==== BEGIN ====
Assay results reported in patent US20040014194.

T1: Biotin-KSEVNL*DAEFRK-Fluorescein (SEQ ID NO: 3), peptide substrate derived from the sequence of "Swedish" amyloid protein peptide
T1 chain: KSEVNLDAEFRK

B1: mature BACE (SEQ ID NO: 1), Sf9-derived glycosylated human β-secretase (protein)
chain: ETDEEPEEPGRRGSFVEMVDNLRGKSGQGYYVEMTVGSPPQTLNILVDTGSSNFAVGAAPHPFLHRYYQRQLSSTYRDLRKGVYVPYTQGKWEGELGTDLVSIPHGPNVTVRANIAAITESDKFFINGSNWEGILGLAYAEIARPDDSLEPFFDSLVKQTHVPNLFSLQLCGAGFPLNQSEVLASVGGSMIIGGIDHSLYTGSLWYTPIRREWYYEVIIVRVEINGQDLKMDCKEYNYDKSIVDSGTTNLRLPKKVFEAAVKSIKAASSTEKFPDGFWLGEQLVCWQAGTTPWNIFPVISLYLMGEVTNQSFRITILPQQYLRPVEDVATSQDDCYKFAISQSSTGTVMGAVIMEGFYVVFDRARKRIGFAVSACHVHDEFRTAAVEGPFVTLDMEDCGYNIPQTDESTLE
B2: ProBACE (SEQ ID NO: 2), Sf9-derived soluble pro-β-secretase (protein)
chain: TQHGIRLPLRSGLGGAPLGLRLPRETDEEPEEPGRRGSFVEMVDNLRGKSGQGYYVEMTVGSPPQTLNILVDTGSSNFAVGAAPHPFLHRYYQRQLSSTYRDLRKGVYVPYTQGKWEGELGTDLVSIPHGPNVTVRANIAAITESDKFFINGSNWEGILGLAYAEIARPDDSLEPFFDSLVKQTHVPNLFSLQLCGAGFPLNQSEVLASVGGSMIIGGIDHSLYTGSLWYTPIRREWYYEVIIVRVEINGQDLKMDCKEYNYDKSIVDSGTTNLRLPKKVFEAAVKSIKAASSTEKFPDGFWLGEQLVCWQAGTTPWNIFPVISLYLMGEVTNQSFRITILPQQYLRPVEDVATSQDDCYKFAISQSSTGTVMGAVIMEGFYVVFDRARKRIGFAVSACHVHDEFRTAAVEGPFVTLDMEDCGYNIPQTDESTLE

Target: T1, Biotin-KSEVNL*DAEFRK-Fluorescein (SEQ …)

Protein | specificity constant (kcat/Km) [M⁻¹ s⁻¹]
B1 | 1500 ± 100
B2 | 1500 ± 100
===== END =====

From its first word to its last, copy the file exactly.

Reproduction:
Assay results reported in patent US20040014194.

T1: Biotin-KSEVNL*DAEFRK-Fluorescein (SEQ ID NO: 3), peptide substrate derived from the sequence of "Swedish" amyloid protein peptide
T1 chain: KSEVNLDAEFRK

B1: mature BACE (SEQ ID NO: 1), Sf9-derived glycosylated human β-secretase (protein)
chain: ETDEEPEEPGRRGSFVEMVDNLRGKSGQGYYVEMTVGSPPQTLNILVDTGSSNFAVGAAPHPFLHRYYQRQLSSTYRDLRKGVYVPYTQGKWEGELGTDLVSIPHGPNVTVRANIAAITESDKFFINGSNWEGILGLAYAEIARPDDSLEPFFDSLVKQTHVPNLFSLQLCGAGFPLNQSEVLASVGGSMIIGGIDHSLYTGSLWYTPIRREWYYEVIIVRVEINGQDLKMDCKEYNYDKSIVDSGTTNLRLPKKVFEAAVKSIKAASSTEKFPDGFWLGEQLVCWQAGTTPWNIFPVISLYLMGEVTNQSFRITILPQQYLRPVEDVATSQDDCYKFAISQSSTGTVMGAVIMEGFYVVFDRARKRIGFAVSACHVHDEFRTAAVEGPFVTLDMEDCGYNIPQTDESTLE
B2: ProBACE (SEQ ID NO: 2), Sf9-derived soluble pro-β-secretase (protein)
chain: TQHGIRLPLRSGLGGAPLGLRLPRETDEEPEEPGRRGSFVEMVDNLRGKSGQGYYVEMTVGSPPQTLNILVDTGSSNFAVGAAPHPFLHRYYQRQLSSTYRDLRKGVYVPYTQGKWEGELGTDLVSIPHGPNVTVRANIAAITESDKFFINGSNWEGILGLAYAEIARPDDSLEPFFDSLVKQTHVPNLFSLQLCGAGFPLNQSEVLASVGGSMIIGGIDHSLYTGSLWYTPIRREWYYEVIIVRVEINGQDLKMDCKEYNYDKSIVDSGTTNLRLPKKVFEAAVKSIKAASSTEKFPDGFWLGEQLVCWQAGTTPWNIFPVISLYLMGEVTNQSFRITILPQQYLRPVEDVATSQDDCYKFAISQSSTGTVMGAVIMEGFYVVFDRARKRIGFAVSACHVHDEFRTAAVEGPFVTLDMEDCGYNIPQTDESTLE

Target: T1, Biotin-KSEVNL*DAEFRK-Fluorescein (SEQ …)

Protein | specificity constant (kcat/Km) [M⁻¹ s⁻¹]
B1 | 1500 ± 100
B2 | 1500 ± 100